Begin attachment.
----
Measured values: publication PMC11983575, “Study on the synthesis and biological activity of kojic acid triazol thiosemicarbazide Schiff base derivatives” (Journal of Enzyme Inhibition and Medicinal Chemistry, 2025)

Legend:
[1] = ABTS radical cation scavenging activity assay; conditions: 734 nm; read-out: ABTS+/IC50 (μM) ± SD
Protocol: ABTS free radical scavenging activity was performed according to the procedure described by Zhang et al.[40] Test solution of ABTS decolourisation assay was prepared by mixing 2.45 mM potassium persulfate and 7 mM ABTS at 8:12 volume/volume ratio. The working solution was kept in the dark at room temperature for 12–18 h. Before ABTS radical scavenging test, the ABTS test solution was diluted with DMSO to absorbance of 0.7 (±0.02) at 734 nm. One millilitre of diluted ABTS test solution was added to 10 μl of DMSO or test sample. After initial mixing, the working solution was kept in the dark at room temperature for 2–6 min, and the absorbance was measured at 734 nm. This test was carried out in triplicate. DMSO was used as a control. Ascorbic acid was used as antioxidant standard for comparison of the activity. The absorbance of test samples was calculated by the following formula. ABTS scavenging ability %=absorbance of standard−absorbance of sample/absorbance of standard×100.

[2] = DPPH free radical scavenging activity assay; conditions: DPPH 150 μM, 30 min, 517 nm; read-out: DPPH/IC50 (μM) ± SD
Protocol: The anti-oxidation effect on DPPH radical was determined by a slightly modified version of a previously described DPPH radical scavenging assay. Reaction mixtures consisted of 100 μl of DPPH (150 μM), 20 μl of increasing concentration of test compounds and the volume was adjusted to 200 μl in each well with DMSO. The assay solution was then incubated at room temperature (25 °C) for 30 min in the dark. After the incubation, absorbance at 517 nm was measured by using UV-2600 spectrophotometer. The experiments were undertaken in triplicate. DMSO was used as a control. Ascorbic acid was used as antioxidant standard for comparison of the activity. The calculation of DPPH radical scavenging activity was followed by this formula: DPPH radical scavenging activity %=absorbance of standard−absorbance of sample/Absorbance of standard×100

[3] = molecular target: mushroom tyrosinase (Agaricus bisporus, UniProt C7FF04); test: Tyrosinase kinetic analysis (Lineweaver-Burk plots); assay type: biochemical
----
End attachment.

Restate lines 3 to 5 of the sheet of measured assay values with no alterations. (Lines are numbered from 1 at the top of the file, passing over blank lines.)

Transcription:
[1] = ABTS radical cation scavenging activity assay; conditions: 734 nm; read-out: ABTS+/IC50 (μM) ± SD
Protocol: ABTS free radical scavenging activity was performed according to the procedure described by Zhang et al.[40] Test solution of ABTS decolourisation assay was prepared by mixing 2.45 mM potassium persulfate and 7 mM ABTS at 8:12 volume/volume ratio. The working solution was kept in the dark at room temperature for 12–18 h. Before ABTS radical scavenging test, the ABTS test solution was diluted with DMSO to absorbance of 0.7 (±0.02) at 734 nm. One millilitre of diluted ABTS test solution was added to 10 μl of DMSO or test sample. After initial mixing, the working solution was kept in the dark at room temperature for 2–6 min, and the absorbance was measured at 734 nm. This test was carried out in triplicate. DMSO was used as a control. Ascorbic acid was used as antioxidant standard for comparison of the activity. The absorbance of test samples was calculated by the following formula. ABTS scavenging ability %=absorbance of standard−absorbance of sample/absorbance of standard×100.

[2] = DPPH free radical scavenging activity assay; conditions: DPPH 150 μM, 30 min, 517 nm; read-out: DPPH/IC50 (μM) ± SD